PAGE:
Essential Architectural Supplies | Drawing Kit to Survive Architecture School
Architecture school comes as a shocker to most people without an art background. All your life you were taught to write and read, but suddenly you are expected to draw and visualize. The first year in architecture school is the toughest. I know that for a fact because I went through five years of architecture school and managed to graduate in one piece. The best part was I had no idea what to expect or what i needed to do.
I found out the hard way is that every architect, and architecture student for that matter, needs to have good tools. It helps plenty to have good working tools as it speeds up your work and gives you better results in either drawing or making models.
You will trade your lined writing pad for sketch pads, rulers for scale rules, pens for clutch pencils. You start mess around with glue, bits of balsa wood, cardboard, acrylic, penknives and such. Here, I share with you the some of the essential tools any student would need in architecture education.
This comes in a variety of names. Some call it sketching roll, some call it butter paper (due to it's yellowish nature, laymen would call it tracing paper. Regardless of it's name, you NEED this. Every respectable architect or architectural student would have a roll of this everywhere they go.
The function of sketching paper is to be able to quickly overlay and sketch out various design options over an initial idea. You can quickly trace out the correct sizes of rooms and such and rearrange them on the sketch rather than have to remeasure and redraw them from scratch.
Rather than coming in sheets, a roll enables you to draw as long a drawing as required. It comes in a variety of sizes, namely A4 (297mm) and A3 (420mm) sized rolls.
There is a higher quality type of paper called Vellum which serves the same purpose. Vellum is thicker and less flimsy and works well with ink. Hand drawn inked drawings look great using Vellum and it is great for presentation drawings. Due to the thicker nature of the paper, it comes only in sheets.
Drafting tape is great to stick all the loose pieces of drawings you have together or over each other to review the design process. It also holds the drawing in place while you are working on it. Normal tape doesn't work as well as they tend to tear the paper if you are not careful. Hence, a roll of drafting tape is a must.
A parallel rule is critical in your early years in architecture school as it helps you draw straight lines quickly and accurately all the time. It clamps onto your drafting board and slides up and down through a guide. Although expensive, it is a worthwhile investment.
A clutch pencil is unlike a normal pencil or mechanical pencil. True to it's name, it has "jaws" that clamp on to a stick of lead. The advantages over a mechanical pencil is that the lead don't snap as easily and you are able to switch the hardness of lead quickly and hassle free. It is also far more durable than normal wooden pencils. For drawings which require a sharp pencil, a clutch is a must. The quality of the lead is also far superior and produces beautiful lines. Great for sketching and essential for technical drawings.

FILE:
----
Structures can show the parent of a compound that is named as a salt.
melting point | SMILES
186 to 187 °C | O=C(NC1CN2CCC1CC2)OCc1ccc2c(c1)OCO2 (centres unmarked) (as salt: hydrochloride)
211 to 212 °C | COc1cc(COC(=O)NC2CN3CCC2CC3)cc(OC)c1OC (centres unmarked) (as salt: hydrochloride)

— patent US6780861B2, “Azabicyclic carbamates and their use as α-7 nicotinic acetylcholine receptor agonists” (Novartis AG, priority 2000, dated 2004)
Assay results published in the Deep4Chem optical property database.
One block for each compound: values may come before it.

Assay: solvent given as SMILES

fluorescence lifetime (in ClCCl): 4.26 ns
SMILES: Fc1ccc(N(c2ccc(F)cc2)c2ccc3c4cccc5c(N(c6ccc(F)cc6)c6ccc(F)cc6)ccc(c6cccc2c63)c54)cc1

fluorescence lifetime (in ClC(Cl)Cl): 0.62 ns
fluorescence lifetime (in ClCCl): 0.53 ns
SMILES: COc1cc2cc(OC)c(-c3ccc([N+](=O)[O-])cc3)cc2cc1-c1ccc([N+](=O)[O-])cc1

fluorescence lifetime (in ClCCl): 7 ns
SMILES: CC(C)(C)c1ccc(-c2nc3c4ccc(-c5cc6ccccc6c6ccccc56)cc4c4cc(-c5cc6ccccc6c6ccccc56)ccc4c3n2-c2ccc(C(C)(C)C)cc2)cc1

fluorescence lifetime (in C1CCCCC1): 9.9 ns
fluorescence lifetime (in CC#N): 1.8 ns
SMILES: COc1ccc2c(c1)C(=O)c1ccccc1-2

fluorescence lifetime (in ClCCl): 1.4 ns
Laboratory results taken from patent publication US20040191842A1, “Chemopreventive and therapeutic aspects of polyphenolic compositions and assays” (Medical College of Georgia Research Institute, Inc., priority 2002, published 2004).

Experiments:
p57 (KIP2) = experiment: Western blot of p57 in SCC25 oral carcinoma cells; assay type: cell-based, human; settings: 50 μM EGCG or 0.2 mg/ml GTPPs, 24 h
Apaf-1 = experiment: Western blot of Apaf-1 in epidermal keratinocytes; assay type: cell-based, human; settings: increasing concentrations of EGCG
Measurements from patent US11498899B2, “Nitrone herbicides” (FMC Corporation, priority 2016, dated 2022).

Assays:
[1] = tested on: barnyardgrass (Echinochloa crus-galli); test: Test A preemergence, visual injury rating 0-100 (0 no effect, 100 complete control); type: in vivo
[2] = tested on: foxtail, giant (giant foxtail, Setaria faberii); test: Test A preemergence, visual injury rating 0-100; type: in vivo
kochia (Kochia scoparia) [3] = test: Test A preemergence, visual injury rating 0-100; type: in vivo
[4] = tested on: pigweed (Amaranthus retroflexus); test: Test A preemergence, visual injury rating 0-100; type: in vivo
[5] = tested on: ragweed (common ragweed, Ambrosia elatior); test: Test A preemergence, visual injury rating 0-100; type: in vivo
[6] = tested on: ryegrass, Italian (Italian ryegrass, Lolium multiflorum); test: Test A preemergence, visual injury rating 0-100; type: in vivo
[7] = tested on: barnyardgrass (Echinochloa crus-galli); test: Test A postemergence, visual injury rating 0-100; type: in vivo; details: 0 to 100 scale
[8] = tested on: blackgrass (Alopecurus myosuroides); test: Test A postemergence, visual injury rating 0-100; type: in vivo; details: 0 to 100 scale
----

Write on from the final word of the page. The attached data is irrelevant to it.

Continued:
The lead is refillable and comes in a variety of hardness and color. There is also a sharpener which gives you perfect pointed lead tips all the time.
Kneaded Eraser and Eraser Shield
Kneaded erasers, or putty, are used to remove graphite drawings easily without smudging your entire painstakingly drawn drawing that you've slogged over for the whole night. It works best with an eraser shield, which protects other parts of the drawing while you erase the required areas.
A scale rule is an ultra essential. As an architecture student or architect, it's important to always draw drawings to scale. It gives the reader a sense of scale and size and it tells you the dimensions of rooms and such. Hence a scale rule is able to convert that drawing into the actual dimensions quickly. Every architect would carry one around.
Along with the scale rule, essential tools are the geometric set of set squares, protractor and compass. These are very important for drawing perpendicular lines and other regular geometry. A set of french curves is good to have but not critical.
Copic markers are great for adding color to sketches or highlighting areas to make a point. You are able to draw over the inked areas and these make them totally valuable. In addition, a set of color pencils are also very handy.
What good is a great drawing if you cannot transport it safely? A drawing tube would protect your work from damage, knocks and the weather. You never know who would crease your drawing just before the critical submission dateline!
A final word
The list here would be enough to handle most of the technical drawing and sketching that an architecture student would be required to master in the first year of architecture school. Of course, there are other skills such as model making, which requires another totally different set of tool kits. Enjoy architecture school!
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